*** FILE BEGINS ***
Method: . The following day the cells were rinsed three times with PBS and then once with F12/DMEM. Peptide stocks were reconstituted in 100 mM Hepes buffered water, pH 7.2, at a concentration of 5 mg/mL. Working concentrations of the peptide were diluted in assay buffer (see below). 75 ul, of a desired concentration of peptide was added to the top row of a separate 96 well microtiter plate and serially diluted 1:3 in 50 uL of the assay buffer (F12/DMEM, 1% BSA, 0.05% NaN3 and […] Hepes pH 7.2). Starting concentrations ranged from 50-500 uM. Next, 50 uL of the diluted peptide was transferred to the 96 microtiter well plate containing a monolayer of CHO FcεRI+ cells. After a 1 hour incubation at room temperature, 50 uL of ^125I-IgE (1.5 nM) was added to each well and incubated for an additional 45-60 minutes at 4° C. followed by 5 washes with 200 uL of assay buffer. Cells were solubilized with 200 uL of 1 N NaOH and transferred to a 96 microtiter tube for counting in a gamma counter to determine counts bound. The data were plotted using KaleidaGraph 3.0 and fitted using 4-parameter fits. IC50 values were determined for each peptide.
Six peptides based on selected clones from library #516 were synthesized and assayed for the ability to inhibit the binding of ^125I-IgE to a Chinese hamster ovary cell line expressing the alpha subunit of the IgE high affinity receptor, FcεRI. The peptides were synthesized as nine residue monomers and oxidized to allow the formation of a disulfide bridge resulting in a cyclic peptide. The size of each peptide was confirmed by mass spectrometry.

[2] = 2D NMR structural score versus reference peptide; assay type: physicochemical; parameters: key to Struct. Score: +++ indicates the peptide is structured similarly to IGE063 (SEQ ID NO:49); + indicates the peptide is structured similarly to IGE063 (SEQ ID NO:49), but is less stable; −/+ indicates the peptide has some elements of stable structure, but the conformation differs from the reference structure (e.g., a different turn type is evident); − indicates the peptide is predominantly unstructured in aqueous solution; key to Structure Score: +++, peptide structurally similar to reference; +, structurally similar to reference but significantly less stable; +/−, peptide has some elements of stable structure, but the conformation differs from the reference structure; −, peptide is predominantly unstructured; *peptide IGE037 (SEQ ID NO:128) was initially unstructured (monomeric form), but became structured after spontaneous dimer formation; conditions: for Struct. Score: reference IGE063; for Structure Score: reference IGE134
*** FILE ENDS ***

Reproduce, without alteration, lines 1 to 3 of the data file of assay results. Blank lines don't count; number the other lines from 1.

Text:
Method: . The following day the cells were rinsed three times with PBS and then once with F12/DMEM. Peptide stocks were reconstituted in 100 mM Hepes buffered water, pH 7.2, at a concentration of 5 mg/mL. Working concentrations of the peptide were diluted in assay buffer (see below). 75 ul, of a desired concentration of peptide was added to the top row of a separate 96 well microtiter plate and serially diluted 1:3 in 50 uL of the assay buffer (F12/DMEM, 1% BSA, 0.05% NaN3 and […] Hepes pH 7.2). Starting concentrations ranged from 50-500 uM. Next, 50 uL of the diluted peptide was transferred to the 96 microtiter well plate containing a monolayer of CHO FcεRI+ cells. After a 1 hour incubation at room temperature, 50 uL of ^125I-IgE (1.5 nM) was added to each well and incubated for an additional 45-60 minutes at 4° C. followed by 5 washes with 200 uL of assay buffer. Cells were solubilized with 200 uL of 1 N NaOH and transferred to a 96 microtiter tube for counting in a gamma counter to determine counts bound. The data were plotted using KaleidaGraph 3.0 and fitted using 4-parameter fits. IC50 values were determined for each peptide.
Six peptides based on selected clones from library #516 were synthesized and assayed for the ability to inhibit the binding of ^125I-IgE to a Chinese hamster ovary cell line expressing the alpha subunit of the IgE high affinity receptor, FcεRI. The peptides were synthesized as nine residue monomers and oxidized to allow the formation of a disulfide bridge resulting in a cyclic peptide. The size of each peptide was confirmed by mass spectrometry.

[2] = 2D NMR structural score versus reference peptide; assay type: physicochemical; parameters: key to Struct. Score: +++ indicates the peptide is structured similarly to IGE063 (SEQ ID NO:49); + indicates the peptide is structured similarly to IGE063 (SEQ ID NO:49), but is less stable; −/+ indicates the peptide has some elements of stable structure, but the conformation differs from the reference structure (e.g., a different turn type is evident); − indicates the peptide is predominantly unstructured in aqueous solution; key to Structure Score: +++, peptide structurally similar to reference; +, structurally similar to reference but significantly less stable; +/−, peptide has some elements of stable structure, but the conformation differs from the reference structure; −, peptide is predominantly unstructured; *peptide IGE037 (SEQ ID NO:128) was initially unstructured (monomeric form), but became structured after spontaneous dimer formation; conditions: for Struct. Score: reference IGE063; for Structure Score: reference IGE134